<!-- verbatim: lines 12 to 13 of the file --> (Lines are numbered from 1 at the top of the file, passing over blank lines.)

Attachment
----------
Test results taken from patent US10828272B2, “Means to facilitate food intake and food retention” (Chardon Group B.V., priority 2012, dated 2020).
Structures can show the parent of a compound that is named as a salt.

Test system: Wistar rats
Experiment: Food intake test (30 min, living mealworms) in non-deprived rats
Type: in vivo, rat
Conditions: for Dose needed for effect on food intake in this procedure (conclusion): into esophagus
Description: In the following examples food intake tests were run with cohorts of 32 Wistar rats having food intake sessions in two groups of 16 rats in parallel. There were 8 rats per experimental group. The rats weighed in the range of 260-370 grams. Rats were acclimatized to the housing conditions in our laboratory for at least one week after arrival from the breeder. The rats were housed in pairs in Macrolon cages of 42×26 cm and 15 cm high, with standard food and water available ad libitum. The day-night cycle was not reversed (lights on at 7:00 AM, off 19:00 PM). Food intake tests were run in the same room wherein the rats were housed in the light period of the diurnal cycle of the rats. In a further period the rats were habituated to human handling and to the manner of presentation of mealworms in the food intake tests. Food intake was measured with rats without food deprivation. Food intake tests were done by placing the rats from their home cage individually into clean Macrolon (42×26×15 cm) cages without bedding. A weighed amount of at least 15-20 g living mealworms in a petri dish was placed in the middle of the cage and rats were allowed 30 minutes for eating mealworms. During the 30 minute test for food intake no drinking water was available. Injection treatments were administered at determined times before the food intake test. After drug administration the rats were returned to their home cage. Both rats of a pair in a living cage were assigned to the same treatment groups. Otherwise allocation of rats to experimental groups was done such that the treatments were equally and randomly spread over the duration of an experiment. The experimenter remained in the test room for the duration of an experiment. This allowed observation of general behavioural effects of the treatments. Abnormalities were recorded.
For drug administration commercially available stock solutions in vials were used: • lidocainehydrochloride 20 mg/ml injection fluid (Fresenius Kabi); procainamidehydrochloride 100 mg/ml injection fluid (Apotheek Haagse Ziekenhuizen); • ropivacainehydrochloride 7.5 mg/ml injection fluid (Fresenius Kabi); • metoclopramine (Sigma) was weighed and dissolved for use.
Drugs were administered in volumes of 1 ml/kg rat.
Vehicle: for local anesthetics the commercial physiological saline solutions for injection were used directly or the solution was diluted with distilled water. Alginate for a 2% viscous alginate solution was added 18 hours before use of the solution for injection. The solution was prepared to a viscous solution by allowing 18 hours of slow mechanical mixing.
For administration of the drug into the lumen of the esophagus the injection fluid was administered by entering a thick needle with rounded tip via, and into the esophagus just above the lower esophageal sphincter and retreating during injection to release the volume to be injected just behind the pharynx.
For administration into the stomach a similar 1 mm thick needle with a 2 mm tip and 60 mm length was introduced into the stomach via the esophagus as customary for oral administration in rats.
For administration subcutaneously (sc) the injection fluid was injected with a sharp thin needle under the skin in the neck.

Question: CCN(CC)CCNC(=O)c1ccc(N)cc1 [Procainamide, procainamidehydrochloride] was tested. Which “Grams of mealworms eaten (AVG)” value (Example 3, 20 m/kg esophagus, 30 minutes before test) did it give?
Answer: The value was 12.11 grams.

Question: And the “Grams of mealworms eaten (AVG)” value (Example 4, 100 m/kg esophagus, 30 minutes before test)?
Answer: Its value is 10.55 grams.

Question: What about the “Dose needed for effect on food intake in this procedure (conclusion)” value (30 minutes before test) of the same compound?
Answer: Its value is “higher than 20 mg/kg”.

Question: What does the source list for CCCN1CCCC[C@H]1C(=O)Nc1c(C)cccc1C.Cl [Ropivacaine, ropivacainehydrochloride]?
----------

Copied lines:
For administration into the stomach a similar 1 mm thick needle with a 2 mm tip and 60 mm length was introduced into the stomach via the esophagus as customary for oral administration in rats.
For administration subcutaneously (sc) the injection fluid was injected with a sharp thin needle under the skin in the neck.